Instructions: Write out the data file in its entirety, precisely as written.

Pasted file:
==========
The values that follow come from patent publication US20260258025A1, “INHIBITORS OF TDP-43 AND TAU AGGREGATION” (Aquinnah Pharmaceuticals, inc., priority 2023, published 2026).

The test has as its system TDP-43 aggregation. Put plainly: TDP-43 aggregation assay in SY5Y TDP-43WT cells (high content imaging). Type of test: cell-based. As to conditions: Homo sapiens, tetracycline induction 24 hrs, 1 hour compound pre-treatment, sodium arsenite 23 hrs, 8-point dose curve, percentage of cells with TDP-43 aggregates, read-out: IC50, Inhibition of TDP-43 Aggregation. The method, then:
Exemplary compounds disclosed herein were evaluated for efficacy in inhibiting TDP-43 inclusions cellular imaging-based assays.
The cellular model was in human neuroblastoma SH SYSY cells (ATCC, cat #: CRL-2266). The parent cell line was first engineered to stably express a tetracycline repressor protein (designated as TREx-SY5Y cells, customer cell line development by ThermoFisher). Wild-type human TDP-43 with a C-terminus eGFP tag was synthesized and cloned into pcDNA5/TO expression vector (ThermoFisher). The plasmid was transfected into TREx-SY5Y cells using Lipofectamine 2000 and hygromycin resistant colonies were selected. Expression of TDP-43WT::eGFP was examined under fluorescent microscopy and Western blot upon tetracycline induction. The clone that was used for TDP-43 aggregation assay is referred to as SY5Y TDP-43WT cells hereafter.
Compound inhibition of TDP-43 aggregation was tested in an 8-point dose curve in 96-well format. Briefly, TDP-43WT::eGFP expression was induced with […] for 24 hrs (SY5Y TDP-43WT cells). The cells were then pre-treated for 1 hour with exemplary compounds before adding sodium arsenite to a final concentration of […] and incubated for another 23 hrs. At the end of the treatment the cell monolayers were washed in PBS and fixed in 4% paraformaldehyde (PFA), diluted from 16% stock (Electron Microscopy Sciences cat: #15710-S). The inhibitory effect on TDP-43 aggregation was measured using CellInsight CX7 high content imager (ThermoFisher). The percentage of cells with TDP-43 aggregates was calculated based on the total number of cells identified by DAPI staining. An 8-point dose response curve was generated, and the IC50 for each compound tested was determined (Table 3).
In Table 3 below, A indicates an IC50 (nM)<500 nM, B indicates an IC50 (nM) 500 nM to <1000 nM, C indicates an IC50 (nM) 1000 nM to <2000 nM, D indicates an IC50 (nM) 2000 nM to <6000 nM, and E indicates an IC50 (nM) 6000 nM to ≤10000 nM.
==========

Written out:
The values that follow come from patent publication US20260258025A1, “INHIBITORS OF TDP-43 AND TAU AGGREGATION” (Aquinnah Pharmaceuticals, inc., priority 2023, published 2026).

The test has as its system TDP-43 aggregation. Put plainly: TDP-43 aggregation assay in SY5Y TDP-43WT cells (high content imaging). Type of test: cell-based. As to conditions: Homo sapiens, tetracycline induction 24 hrs, 1 hour compound pre-treatment, sodium arsenite 23 hrs, 8-point dose curve, percentage of cells with TDP-43 aggregates, read-out: IC50, Inhibition of TDP-43 Aggregation. The method, then:
Exemplary compounds disclosed herein were evaluated for efficacy in inhibiting TDP-43 inclusions cellular imaging-based assays.
The cellular model was in human neuroblastoma SH SYSY cells (ATCC, cat #: CRL-2266). The parent cell line was first engineered to stably express a tetracycline repressor protein (designated as TREx-SY5Y cells, customer cell line development by ThermoFisher). Wild-type human TDP-43 with a C-terminus eGFP tag was synthesized and cloned into pcDNA5/TO expression vector (ThermoFisher). The plasmid was transfected into TREx-SY5Y cells using Lipofectamine 2000 and hygromycin resistant colonies were selected. Expression of TDP-43WT::eGFP was examined under fluorescent microscopy and Western blot upon tetracycline induction. The clone that was used for TDP-43 aggregation assay is referred to as SY5Y TDP-43WT cells hereafter.
Compound inhibition of TDP-43 aggregation was tested in an 8-point dose curve in 96-well format. Briefly, TDP-43WT::eGFP expression was induced with […] for 24 hrs (SY5Y TDP-43WT cells). The cells were then pre-treated for 1 hour with exemplary compounds before adding sodium arsenite to a final concentration of […] and incubated for another 23 hrs. At the end of the treatment the cell monolayers were washed in PBS and fixed in 4% paraformaldehyde (PFA), diluted from 16% stock (Electron Microscopy Sciences cat: #15710-S). The inhibitory effect on TDP-43 aggregation was measured using CellInsight CX7 high content imager (ThermoFisher). The percentage of cells with TDP-43 aggregates was calculated based on the total number of cells identified by DAPI staining. An 8-point dose response curve was generated, and the IC50 for each compound tested was determined (Table 3).
In Table 3 below, A indicates an IC50 (nM)<500 nM, B indicates an IC50 (nM) 500 nM to <1000 nM, C indicates an IC50 (nM) 1000 nM to <2000 nM, D indicates an IC50 (nM) 2000 nM to <6000 nM, and E indicates an IC50 (nM) 6000 nM to ≤10000 nM.